Cynthia A. Lemere
Ann Romney Center for Neurologic Diseases, Brigham and Women’s Hospital, Harvard Medical School, Boston, MA, USA
Dementia, of which Alzheimer’s Disease (AD) is the most common form, currently afflicts 5.3 million Americans over 65 years of age and ~48 million people worldwide. Currently, there is no way to prevent or reverse the disease, which affects memory, speech, problem-solving, reasoning and the ability to perform daily activities. Unless an effective therapy is discovered, the number of Americans over 65 years of age with AD is expected to almost triple to 13.8 million by 2050 (www.alz.org; 2017 Facts and Figures). Cerebral accumulation of amyloid-β (Aβ) protein is the one of the earliest changes in AD. Inflammation and pathogenic changes in neuronal tau protein follow and are associated with synaptic dysfunction and neuronal loss, which correlate with cognitive decline. Recent biomarker studies, including CSF levels of Aβ42, total tau and p-tau, and PET scans for amyloid and tau, indicate that these pathological changes begin ~15-20 prior to the onset of clinical symptoms. Thus, there is a window of opportunity to therapeutically target these changes prior to the synapse and neuron loss that precedes dementia. Pyroglutamate-3 Aβ (pyroGlu3 Aβ) is an N-terminally truncated and modified, pathogenic form of Aβ protein that is formed by endopeptidase cleavage of the first two N-terminal amino acids followed by cyclization of glutamic acid at residue 3 by an enzyme, glutaminyl cyclase (QC). PyroGlu3 Aβ resists degradation and is neurotoxic. PyroGlu3 Aβ is only detectable in the brain and colocalizes with nearly every plaque in humans. In collaboration with Probiodrug AG (Halle, Germany), we have demonstrated that an anti-pyroGlu3 Aβ monoclonal antibodies (mAbs) lowered cerebral Aβ and protected cognition in both prevention and therapeutic treatment studies an AD-like mouse model. In addition, when combined with Probiodrug’s QC inhibitor, the anti-pyroGlu3 IgG2a mAb (07/2a) showed even further plaque lowering, indicating an additive effect of the two treatments such that the combination of treatments was more efficacious than either treatment alone. More recently, a CDC-mutation was introduced into the Fc region of the 07/2a mAb to block complement activation and thereby reduce potential neuroinflammation-mediated side effects of passive immunization targeting Aβ as seen in several clinical studies to date. Unlike 07/2a, the CDC-mutant antibody, 07/2a-k, did not increase uptake of a TSPO tracer (PET) 3 or 30 days following a single intraperitoneal injection of antibody, indicating that 07/2a-k treatment did not induce neuroinflammation. Similar to 07/2a, immunization with the CDC-mutant antibody, 07/2a-k, reduced cerebral plaque load in AD-like mice. Further studies are underway regarding behavioral outcomes and effects on microglia and vascular changes. Selective targeting pyroGlu3 Aβ by immunotherapy, either alone or in combination with a QC inhibitor, may be a disease-modifying treatment for AD.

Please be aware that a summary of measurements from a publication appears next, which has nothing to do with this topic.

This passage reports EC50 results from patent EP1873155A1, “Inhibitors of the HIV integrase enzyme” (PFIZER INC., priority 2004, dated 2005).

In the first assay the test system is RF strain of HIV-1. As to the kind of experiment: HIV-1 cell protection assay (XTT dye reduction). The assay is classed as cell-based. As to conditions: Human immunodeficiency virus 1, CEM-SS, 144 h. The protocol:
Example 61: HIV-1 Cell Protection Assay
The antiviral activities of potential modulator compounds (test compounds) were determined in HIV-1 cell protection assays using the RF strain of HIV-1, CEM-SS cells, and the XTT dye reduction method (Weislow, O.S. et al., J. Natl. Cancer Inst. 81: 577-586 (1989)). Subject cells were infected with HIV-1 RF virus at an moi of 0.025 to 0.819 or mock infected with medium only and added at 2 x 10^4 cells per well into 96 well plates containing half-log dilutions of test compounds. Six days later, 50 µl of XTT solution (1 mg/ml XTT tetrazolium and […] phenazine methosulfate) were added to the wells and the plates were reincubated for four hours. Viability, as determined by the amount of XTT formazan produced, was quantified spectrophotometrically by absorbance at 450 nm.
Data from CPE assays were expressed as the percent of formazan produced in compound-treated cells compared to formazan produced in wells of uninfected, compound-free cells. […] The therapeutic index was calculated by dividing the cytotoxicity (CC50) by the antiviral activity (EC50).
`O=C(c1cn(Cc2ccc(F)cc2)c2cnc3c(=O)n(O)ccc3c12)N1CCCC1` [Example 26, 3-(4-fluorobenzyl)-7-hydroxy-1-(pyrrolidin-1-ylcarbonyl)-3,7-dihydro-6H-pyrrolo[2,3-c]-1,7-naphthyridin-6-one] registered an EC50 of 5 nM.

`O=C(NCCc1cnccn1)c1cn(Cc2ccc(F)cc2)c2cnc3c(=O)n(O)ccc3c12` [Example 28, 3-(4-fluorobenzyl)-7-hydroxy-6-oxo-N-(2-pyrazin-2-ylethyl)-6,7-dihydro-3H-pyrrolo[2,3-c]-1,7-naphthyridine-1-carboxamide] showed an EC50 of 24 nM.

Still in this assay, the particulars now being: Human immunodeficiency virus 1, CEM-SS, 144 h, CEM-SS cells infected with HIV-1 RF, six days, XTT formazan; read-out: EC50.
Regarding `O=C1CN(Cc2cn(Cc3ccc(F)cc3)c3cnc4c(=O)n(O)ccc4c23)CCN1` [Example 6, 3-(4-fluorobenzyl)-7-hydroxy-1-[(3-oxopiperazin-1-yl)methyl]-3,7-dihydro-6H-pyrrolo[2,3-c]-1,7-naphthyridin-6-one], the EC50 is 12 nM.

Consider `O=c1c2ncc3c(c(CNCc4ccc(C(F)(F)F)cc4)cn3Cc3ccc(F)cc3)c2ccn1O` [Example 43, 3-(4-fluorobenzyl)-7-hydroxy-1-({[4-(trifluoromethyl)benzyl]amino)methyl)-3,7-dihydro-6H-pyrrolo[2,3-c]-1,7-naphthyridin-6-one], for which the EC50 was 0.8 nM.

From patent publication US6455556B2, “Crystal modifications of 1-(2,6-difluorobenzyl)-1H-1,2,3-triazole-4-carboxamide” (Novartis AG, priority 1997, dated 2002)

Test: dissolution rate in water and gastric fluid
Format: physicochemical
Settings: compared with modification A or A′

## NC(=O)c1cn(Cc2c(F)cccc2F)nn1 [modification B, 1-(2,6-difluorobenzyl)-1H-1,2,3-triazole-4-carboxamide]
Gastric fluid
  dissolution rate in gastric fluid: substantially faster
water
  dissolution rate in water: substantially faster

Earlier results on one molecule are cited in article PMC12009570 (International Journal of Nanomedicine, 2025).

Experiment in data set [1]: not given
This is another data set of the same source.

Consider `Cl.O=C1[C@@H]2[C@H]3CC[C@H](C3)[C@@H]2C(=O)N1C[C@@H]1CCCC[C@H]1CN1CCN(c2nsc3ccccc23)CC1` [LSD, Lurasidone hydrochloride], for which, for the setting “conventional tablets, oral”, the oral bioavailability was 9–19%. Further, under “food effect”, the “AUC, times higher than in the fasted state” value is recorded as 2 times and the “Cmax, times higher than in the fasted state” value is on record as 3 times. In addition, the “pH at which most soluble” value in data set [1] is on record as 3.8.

Funding: NIH R01 AG040092 (past), unrestricted gift from Probiodrug AG, philanthropy.